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Photo: plu.edu

(wc 965)

Because this is “G” day, according to the A to Z April Blogging Challenge, I have decided to incorporate Sidey’s weekend theme with my Challenge obligation, and put a “gee-whiz” spin on her theme!

Gee! Sidey’s Weekend Theme is a bit different this week.  She got us started with more than a word, and owing to the writing wizard, Kate Shrewsday’s, post about a journey through a maze ending in a rather disappointing center, Sidey has decided to cure that disappointment by having us supply a better center to the maze.  She gives us the opening paragraph, and we are to finish it as we choose.  Printed below is Sidey’s intro followed by the prompt (in blue).  I must say, it was an a-maze-ing experience!

Friday, and for us the first day of the Easter Weekend. As it’s a long weekend I think the weekend theme should be a little longer than usual. As is so often the case an earlier exchange has given me the theme.

Kate Shrewsday posted about a maze, and how disappointing the centre was. I postulated that it actually has a trapdoor to an alternate reality.

So here is the start to the theme:

We reached the centre of the maze, somewhat disappointed that it appeared little different from the rest of the maze. Just a small wooden post with a bronze plaque stating “this is the centre, you now have two choices”.  But there was no explanation of what the choices were. Find our way out, stay and starve to death? Maybe those were them, but the lack of skeletons indicated no-one else seemed to have taken the second one.

I looked down, that shoelace had come undone again. These were the most obnoxious laces, always coming undone, even from a double knot. Anyone would think they were alive and seeking freedom.

As I was tying the lace I noticed an odd shape in the ground, a portion of a circle. I kicked at it and the friable soil moved away, disclosing a brass ring, attached by another ring to the round. Some more kicking away of the soil disclosed a wooden trapdoor. We looked at each other. I said “do you suppose this is the second choice?”

“Good guess, Granny!”  my grandson groaned,
And my granddaughter rolled her eyes.
“Since you’re both so smart, you choose!” I said.
I hoped and prayed their choice would be wise.

“We choose adventure!” Garry said with a grin.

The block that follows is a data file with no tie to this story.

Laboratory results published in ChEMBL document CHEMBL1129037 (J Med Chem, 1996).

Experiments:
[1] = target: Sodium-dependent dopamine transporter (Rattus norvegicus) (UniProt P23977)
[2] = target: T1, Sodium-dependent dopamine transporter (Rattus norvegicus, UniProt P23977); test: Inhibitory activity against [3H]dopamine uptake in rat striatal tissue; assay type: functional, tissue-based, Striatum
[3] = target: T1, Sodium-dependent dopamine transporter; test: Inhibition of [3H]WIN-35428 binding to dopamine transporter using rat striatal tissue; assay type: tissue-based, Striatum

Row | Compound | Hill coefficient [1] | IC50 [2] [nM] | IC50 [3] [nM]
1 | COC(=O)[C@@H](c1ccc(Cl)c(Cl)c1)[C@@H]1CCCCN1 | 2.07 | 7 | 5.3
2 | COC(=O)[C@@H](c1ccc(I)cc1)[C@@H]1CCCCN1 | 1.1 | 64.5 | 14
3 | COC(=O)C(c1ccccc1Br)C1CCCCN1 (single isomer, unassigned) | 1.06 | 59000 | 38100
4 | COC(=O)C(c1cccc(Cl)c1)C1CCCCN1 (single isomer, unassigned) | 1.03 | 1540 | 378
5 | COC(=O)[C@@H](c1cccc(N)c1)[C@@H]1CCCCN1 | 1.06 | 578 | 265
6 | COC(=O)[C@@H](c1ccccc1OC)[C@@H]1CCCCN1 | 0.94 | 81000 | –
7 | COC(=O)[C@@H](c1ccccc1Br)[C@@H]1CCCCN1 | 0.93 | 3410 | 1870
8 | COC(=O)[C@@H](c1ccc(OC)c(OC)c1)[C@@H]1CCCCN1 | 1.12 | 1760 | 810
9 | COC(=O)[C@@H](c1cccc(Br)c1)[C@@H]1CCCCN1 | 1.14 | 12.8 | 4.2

“Yeah, Granny!  That’s what we came for!”
Said Gwendolyn, as the reached for the ring
That would open that mysterious door.

I wasn’t keen on following through,
But Garry and Gwendolyn certainly were,
Already climbing down the rickety stairs
That wobbled and had no bannister!

“Please be careful!  Wait for me!”
I pleaded for them to listen.
“It might be dangerous down there,
And remember my condition!”

“Don’t worry, Granny!” They both called up
As I warily made my way down.
They giggled,”No reason for your phobia here!
We don’t see a single clown!”

I felt some better when I reached the bottom,
And my eyes got used to the murky light.
But the odors of dampness and mold and rot
Told me something down here wasn’t right.

“Let’s go back up!” I pleaded with them.
“No, Granny!  There’s another way out!
You told us we could make the choice –
Let’s see what this one’s all about!”

I should have known better, I thought in despair,
As I ruefully told them to lead the way.
“Well, let’s get going,” I said, and added
Your Mom expects us home today!”

“Good grief, Granny!  Golly! Gee whiz!”
The maze-makers just want to scare us!
It’s all in good fun, relax, loosen up!
That trap door is just there to dare us!”

“How do you know they mean us no harm?
How would you know their intention?
And watch how you speak to your Granny!” I said,
“I don’t need your condescension!”

“Yes, Granny.  We’ll be good,” they sighed.
Then a loud rumbling noise had them quaking with fear
“Gosh and Gomorrah! Look, Granny! They’re gone!
The stairs are ruined! Let’s get out of here!”

“Just how do you think we’ll do that?” I asked
But for once they had no answer for me.
So I said, “We can’t turn back now, we have to go on
And hope the way out will be easy to see.”

The next thing we heard was some eerie laughter,
And suddenly the place filled with light.
“Good gracious gollywogs! Who could that be?”
They cried, and I grabbed their hands and squeezed tight.

The source of the laughter soon became clear,
For soon dozens of gnomes stood around us.
Laughing and crowding us, jumping for joy,
“At last, Goody Gumdrops! You found us!”

“We’ve been here forever! That horrible wizard,
The maze-maker, imprisoned us here.”
He said, ‘No escape unless some careless fools
Come down and don’t turn back in fear.'”

“We’ll lead you to the exit that we cannot open,
That only adventuring fools can go through.”
So we followed those gnomes down and up a long hall.
What else were we going to do?

At last we arrived at the door that would take us –
A granny, two grandkids, and dozens of gnomes –
Out of the horrible maze-maker’s trap
To the gnomes’ huts, and us to our homes.

I’m telling this tale, it all happened, believe me!
Ask my grandkids, they’ll prove that it’s true.
The gnomes went home with Garry and Gwendolyn
With no plans to leave, it’s a regular zoo!

The moral of this story is easy to see
When your grandchildren take you through a maze
Give them no choices! Good golly, gee whiz!
You’ll regret it for the rest of your days.

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